For a sport that supposedly prides itself on respect, the treatment of some officials at the Rugby World Cup should leave most fans embarrassed.
The fact the quarter and semifinals have been somewhat overshadowed by refereeing decisions given the rugby on show is a fairly damning indication of the behaviour of some fans. Yes, there have been controversial calls, but these should in no way take anything away from what has been a truly fantastic tournament.
Seeing the way that South African referee Craig Joubert was vilified by some sections of the rugby community after awarding a penalty to Australia in the dying moments of their victory over Scotland is frankly pathetic. Yes, he got the decision wrong, but he wasn’t the only one to screw up that afternoon.
I’ve seen very little criticism of the Scottish forwards who did a wonderful job of bungling what should have been a fairly simple line-out that ultimately led to the penalty decision. All the media attention has been focussed on Joubert’s decision to award the penalty, rather than a call to go to the back of a shortened line-out just as the rain started to come down.
Joubert wasn’t helped by two factors, one of which was entirely out of his control. His decision to immediately run off the pitch at the final whistle left players and fans somewhat confused and in many ways is the most disappointing aspect of his performance given the controversial nature in which the game ended, however if rumours of bottles being thrown are true then his reaction is entirely understandable.
The most disappointing factor which was unfortunately entirely out of his control was the decision by World Rugby to come out announcing he got the decision wrong. This was a case of an employer well and truly hanging a well respected employee out to dry in the most public of manners.
Neither of these instances have warranted some of the comments seen online since the incident, or the reaction of some fans at Twickenham during the game. If rugby fans wish to continue holding up the sport as some sort of bastion of respect and sportsmanship, they have to learn to treat officials in the same way as they deal with the opposition.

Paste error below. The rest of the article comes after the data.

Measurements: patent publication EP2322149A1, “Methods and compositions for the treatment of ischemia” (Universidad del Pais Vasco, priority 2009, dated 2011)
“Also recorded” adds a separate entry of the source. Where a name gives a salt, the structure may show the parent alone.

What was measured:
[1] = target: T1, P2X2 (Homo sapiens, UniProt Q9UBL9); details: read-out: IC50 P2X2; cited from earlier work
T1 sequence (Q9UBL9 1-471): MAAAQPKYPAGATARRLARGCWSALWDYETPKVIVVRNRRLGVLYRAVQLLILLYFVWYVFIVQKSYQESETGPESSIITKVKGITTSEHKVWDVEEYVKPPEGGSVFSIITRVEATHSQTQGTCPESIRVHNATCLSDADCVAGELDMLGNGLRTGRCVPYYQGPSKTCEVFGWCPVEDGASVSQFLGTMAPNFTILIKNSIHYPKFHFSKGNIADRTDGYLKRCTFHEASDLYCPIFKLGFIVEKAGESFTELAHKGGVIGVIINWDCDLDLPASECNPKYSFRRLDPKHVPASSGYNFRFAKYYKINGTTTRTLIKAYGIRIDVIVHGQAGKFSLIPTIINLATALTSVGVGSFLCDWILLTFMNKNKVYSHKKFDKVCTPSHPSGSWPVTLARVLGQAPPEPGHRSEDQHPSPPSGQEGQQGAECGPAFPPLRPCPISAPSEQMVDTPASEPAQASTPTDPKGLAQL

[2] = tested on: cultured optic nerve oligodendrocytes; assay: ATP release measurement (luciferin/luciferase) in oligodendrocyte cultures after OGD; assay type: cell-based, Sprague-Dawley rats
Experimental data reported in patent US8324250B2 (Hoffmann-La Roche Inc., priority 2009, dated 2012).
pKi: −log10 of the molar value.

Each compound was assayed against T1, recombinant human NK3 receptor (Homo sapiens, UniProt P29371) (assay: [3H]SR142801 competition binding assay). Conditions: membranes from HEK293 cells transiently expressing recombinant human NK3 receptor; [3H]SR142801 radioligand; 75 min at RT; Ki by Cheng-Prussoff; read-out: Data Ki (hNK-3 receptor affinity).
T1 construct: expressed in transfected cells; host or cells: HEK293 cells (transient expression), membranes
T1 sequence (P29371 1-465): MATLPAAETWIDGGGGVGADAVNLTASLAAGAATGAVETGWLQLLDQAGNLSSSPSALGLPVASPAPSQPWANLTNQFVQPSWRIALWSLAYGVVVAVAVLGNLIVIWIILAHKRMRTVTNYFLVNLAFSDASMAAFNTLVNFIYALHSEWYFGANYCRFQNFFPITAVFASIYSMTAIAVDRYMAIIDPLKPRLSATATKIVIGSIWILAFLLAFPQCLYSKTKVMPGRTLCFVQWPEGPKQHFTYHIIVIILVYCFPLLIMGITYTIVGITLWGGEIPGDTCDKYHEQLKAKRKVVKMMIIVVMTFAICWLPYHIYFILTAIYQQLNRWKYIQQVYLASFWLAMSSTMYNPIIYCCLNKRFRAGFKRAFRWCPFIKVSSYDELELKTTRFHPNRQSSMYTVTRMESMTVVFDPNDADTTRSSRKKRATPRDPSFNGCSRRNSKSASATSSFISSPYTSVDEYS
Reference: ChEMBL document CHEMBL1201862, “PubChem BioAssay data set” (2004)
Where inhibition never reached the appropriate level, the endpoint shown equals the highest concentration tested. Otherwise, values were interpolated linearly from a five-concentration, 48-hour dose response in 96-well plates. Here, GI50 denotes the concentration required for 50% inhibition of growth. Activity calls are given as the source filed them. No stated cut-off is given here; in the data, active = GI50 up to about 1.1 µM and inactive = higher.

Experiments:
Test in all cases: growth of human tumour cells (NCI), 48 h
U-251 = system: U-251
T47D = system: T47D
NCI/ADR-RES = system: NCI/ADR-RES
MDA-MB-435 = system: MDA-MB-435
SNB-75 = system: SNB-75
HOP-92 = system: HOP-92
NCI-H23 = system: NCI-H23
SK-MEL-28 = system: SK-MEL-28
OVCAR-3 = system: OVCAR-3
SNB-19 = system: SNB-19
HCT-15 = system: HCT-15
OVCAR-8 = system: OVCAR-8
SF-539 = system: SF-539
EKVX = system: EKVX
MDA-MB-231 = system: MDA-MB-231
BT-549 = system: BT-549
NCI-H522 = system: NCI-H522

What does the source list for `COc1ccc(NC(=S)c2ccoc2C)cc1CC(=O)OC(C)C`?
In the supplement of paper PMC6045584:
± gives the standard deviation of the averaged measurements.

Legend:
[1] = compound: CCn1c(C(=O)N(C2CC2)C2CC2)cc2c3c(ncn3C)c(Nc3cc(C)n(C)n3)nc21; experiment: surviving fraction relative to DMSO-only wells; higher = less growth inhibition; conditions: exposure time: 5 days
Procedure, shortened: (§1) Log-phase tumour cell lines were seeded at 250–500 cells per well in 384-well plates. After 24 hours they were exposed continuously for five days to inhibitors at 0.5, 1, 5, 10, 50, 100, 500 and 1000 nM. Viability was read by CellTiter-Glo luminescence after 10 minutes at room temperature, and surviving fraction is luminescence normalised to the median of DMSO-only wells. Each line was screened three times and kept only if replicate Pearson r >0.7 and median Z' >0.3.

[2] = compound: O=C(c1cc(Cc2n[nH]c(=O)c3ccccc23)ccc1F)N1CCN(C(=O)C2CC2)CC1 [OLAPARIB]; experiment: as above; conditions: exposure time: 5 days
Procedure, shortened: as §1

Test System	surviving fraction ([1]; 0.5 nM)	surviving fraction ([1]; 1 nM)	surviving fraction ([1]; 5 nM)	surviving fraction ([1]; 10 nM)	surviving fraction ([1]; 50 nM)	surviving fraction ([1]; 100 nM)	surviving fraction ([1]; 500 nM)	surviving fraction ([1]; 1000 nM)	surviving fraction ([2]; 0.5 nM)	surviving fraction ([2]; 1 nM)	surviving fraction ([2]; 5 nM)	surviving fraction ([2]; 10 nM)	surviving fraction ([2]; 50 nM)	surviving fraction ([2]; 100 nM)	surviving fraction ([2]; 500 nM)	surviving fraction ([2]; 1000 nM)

Unfortunately we saw a repeat of this disappointing behaviour during Australia’s semifinal victory over Argentina when fans directed criticism at Wayne Barnes for his decision not to go to the TMO over a potential forward pass. Again Barnes perhaps got the decision wrong, but did not deserve the criticism directed at him after the game.
Once again, if the officials are to be criticised then fans also need to look at the players who were just as culpable for Los Pumas eventual demise. Nicolas Sanchez’s pass which led to the Wallabies opening try was at least as important, if not more so in the final result, yet he has not received anywhere near the level of criticism Barnes has had to endure.
At the end of the day, referee’s have an impossible task with the losing side just as likely to blame the officials for the eventual result, as they are to take a long hard look in the mirror. Given that they then have to make split second decisions in the heat of a professional rugby game whilst 30 blokes are trying to find any way possible to gain some kind of competitive advantage.
The reality is that as professionalism has kicked in, players and coaches are finding increasingly complex ways of gaining an advantage which is making officials jobs even harder. Whether it be props slipping their bind, flankers with hands in the ruck, or scrum halves firing the ball at lazy runners, players are constantly using smoke and mirrors to make officials lives harder.
Throw into the mix all of this happening at an increasingly faster rate as players become fitter, and officials job is getting harder, even with the support of technology (which Joubert unfortunately did not have the advantage of using).
At the end of the day, referee’s do a bloody good job for the most part in increasingly difficult circumstances, and yet receive very little praise for their efforts. Given there is a shortfall in qualified referee’s across much of the world, shouldn’t we be doing more to encourage individuals to take up officiating rather than ensuring anyone having doubts is now certain to avoid picking up a whistle anytime soon?